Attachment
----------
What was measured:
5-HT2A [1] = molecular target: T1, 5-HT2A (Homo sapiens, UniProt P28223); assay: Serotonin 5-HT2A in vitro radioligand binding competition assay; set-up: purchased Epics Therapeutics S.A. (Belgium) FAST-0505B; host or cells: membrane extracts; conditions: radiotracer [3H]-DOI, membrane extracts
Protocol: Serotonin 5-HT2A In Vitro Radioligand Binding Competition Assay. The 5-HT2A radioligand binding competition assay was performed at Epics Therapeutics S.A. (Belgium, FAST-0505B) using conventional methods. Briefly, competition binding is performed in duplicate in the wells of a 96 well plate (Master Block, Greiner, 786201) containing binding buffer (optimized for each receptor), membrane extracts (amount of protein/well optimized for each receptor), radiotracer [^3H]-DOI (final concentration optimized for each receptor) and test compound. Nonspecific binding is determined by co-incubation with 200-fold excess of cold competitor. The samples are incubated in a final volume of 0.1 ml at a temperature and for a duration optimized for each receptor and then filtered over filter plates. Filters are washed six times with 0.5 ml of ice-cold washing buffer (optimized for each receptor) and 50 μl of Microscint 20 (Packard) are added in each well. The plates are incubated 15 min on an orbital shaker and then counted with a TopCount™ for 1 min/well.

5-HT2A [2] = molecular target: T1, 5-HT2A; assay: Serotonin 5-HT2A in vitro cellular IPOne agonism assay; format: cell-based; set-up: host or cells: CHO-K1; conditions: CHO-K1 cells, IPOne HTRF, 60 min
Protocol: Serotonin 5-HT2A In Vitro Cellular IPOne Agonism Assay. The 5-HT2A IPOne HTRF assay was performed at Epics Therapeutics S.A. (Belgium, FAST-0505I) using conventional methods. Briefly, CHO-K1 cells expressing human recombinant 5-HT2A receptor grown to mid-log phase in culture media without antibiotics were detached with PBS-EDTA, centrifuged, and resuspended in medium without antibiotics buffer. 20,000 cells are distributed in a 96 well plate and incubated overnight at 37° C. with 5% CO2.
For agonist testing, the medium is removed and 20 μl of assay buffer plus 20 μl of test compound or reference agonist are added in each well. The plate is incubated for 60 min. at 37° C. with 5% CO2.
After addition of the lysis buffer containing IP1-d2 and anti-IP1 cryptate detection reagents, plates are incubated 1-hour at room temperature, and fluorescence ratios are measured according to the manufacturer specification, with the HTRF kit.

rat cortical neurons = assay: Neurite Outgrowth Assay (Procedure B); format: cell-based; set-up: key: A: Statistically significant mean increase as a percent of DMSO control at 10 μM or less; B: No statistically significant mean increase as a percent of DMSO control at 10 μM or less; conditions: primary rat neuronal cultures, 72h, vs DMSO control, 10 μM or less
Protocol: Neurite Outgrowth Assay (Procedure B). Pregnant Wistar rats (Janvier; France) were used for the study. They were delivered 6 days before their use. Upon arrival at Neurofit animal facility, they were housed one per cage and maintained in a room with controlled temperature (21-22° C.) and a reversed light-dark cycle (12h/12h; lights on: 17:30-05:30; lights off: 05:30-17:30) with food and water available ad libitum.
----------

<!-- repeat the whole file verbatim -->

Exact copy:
What was measured:
5-HT2A [1] = molecular target: T1, 5-HT2A (Homo sapiens, UniProt P28223); assay: Serotonin 5-HT2A in vitro radioligand binding competition assay; set-up: purchased Epics Therapeutics S.A. (Belgium) FAST-0505B; host or cells: membrane extracts; conditions: radiotracer [3H]-DOI, membrane extracts
Protocol: Serotonin 5-HT2A In Vitro Radioligand Binding Competition Assay. The 5-HT2A radioligand binding competition assay was performed at Epics Therapeutics S.A. (Belgium, FAST-0505B) using conventional methods. Briefly, competition binding is performed in duplicate in the wells of a 96 well plate (Master Block, Greiner, 786201) containing binding buffer (optimized for each receptor), membrane extracts (amount of protein/well optimized for each receptor), radiotracer [^3H]-DOI (final concentration optimized for each receptor) and test compound. Nonspecific binding is determined by co-incubation with 200-fold excess of cold competitor. The samples are incubated in a final volume of 0.1 ml at a temperature and for a duration optimized for each receptor and then filtered over filter plates. Filters are washed six times with 0.5 ml of ice-cold washing buffer (optimized for each receptor) and 50 μl of Microscint 20 (Packard) are added in each well. The plates are incubated 15 min on an orbital shaker and then counted with a TopCount™ for 1 min/well.

5-HT2A [2] = molecular target: T1, 5-HT2A; assay: Serotonin 5-HT2A in vitro cellular IPOne agonism assay; format: cell-based; set-up: host or cells: CHO-K1; conditions: CHO-K1 cells, IPOne HTRF, 60 min
Protocol: Serotonin 5-HT2A In Vitro Cellular IPOne Agonism Assay. The 5-HT2A IPOne HTRF assay was performed at Epics Therapeutics S.A. (Belgium, FAST-0505I) using conventional methods. Briefly, CHO-K1 cells expressing human recombinant 5-HT2A receptor grown to mid-log phase in culture media without antibiotics were detached with PBS-EDTA, centrifuged, and resuspended in medium without antibiotics buffer. 20,000 cells are distributed in a 96 well plate and incubated overnight at 37° C. with 5% CO2.
For agonist testing, the medium is removed and 20 μl of assay buffer plus 20 μl of test compound or reference agonist are added in each well. The plate is incubated for 60 min. at 37° C. with 5% CO2.
After addition of the lysis buffer containing IP1-d2 and anti-IP1 cryptate detection reagents, plates are incubated 1-hour at room temperature, and fluorescence ratios are measured according to the manufacturer specification, with the HTRF kit.

rat cortical neurons = assay: Neurite Outgrowth Assay (Procedure B); format: cell-based; set-up: key: A: Statistically significant mean increase as a percent of DMSO control at 10 μM or less; B: No statistically significant mean increase as a percent of DMSO control at 10 μM or less; conditions: primary rat neuronal cultures, 72h, vs DMSO control, 10 μM or less
Protocol: Neurite Outgrowth Assay (Procedure B). Pregnant Wistar rats (Janvier; France) were used for the study. They were delivered 6 days before their use. Upon arrival at Neurofit animal facility, they were housed one per cage and maintained in a room with controlled temperature (21-22° C.) and a reversed light-dark cycle (12h/12h; lights on: 17:30-05:30; lights off: 05:30-17:30) with food and water available ad libitum.